In a rare direct image of a world past Earth, astronomers have marked a planet 13 times more huge than Jupiter, the largest main planet in our own solar system. The planet orbits a star called Kappa Andromeda that is 2.5 times the mass of the sun and is placed 170 light-years gone from Earth. As a gas huge better than Jupiter, it's top secret as a "super-Jupiter."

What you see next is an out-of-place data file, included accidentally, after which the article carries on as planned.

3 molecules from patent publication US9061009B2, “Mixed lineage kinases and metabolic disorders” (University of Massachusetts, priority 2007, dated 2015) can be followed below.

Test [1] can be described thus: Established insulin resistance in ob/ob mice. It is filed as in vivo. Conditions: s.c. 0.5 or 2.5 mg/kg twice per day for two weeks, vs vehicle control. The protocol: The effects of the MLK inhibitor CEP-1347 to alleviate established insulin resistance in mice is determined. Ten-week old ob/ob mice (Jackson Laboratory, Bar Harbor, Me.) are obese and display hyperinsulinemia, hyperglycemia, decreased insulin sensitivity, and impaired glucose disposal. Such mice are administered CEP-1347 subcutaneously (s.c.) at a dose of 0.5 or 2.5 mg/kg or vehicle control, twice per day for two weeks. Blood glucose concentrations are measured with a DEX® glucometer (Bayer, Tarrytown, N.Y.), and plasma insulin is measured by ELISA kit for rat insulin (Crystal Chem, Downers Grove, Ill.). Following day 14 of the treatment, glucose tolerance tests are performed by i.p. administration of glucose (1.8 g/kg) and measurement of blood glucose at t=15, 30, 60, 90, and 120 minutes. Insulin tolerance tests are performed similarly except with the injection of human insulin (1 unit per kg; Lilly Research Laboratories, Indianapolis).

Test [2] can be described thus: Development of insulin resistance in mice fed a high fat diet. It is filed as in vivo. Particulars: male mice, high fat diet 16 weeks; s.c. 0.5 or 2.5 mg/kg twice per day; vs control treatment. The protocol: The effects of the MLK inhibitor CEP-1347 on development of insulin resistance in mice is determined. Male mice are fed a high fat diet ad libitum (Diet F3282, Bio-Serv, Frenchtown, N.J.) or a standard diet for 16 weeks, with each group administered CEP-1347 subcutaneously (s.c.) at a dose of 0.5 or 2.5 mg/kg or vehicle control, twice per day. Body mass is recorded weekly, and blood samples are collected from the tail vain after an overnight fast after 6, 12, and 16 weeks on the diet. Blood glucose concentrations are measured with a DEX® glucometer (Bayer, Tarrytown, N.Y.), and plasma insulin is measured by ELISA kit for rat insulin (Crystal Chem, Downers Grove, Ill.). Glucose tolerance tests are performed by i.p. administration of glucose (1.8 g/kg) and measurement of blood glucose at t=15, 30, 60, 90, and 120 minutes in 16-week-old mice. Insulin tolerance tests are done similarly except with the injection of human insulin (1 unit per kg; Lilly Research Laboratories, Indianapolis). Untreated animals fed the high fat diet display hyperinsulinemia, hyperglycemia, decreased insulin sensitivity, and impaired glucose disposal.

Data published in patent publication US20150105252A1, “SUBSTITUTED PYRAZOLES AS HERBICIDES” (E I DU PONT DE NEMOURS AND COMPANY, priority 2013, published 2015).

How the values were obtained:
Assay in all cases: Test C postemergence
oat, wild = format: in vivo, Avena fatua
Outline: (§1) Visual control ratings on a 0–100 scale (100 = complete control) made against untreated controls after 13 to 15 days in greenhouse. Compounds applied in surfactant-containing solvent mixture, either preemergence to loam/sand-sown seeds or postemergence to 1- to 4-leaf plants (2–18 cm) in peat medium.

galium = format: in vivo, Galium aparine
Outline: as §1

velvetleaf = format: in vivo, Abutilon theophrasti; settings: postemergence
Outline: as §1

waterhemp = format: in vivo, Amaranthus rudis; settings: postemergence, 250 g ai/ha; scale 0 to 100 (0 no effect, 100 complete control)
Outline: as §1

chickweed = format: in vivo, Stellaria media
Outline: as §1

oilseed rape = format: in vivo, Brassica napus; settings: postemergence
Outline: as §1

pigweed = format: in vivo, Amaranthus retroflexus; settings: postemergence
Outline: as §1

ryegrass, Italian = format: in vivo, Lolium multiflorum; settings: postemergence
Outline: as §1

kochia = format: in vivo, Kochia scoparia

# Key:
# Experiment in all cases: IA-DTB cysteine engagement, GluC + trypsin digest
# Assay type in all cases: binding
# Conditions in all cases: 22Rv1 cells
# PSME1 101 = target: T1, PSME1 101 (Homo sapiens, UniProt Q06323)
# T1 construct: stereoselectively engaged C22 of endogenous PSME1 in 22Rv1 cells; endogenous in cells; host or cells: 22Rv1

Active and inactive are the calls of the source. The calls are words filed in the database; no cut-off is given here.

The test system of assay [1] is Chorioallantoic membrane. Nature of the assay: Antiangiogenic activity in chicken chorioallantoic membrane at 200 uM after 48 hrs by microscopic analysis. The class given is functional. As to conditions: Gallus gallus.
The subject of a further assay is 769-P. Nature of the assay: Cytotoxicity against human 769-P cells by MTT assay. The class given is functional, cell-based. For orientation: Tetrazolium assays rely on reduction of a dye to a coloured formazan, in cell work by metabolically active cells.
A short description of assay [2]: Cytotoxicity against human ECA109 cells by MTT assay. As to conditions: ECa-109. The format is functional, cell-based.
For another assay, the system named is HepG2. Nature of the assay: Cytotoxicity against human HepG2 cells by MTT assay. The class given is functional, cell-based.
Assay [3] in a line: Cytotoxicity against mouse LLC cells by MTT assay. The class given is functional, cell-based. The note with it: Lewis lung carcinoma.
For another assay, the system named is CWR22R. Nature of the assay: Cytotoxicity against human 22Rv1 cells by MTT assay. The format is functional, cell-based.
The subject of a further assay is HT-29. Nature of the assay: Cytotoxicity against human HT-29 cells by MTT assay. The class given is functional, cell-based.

Astronomers declare the object's immense size spaces it right on the border of the classifications for giant planets and a type of unsuccessful star known as a brown dwarf. Michael McElwain, one of a member of the detection team at NASA's Goddard Space Flight Center in Greenbelt, Md., said in a Nov. 19 report. "But this isn't ultimate, and other considerations could push the object across the line into tan dwarf territory.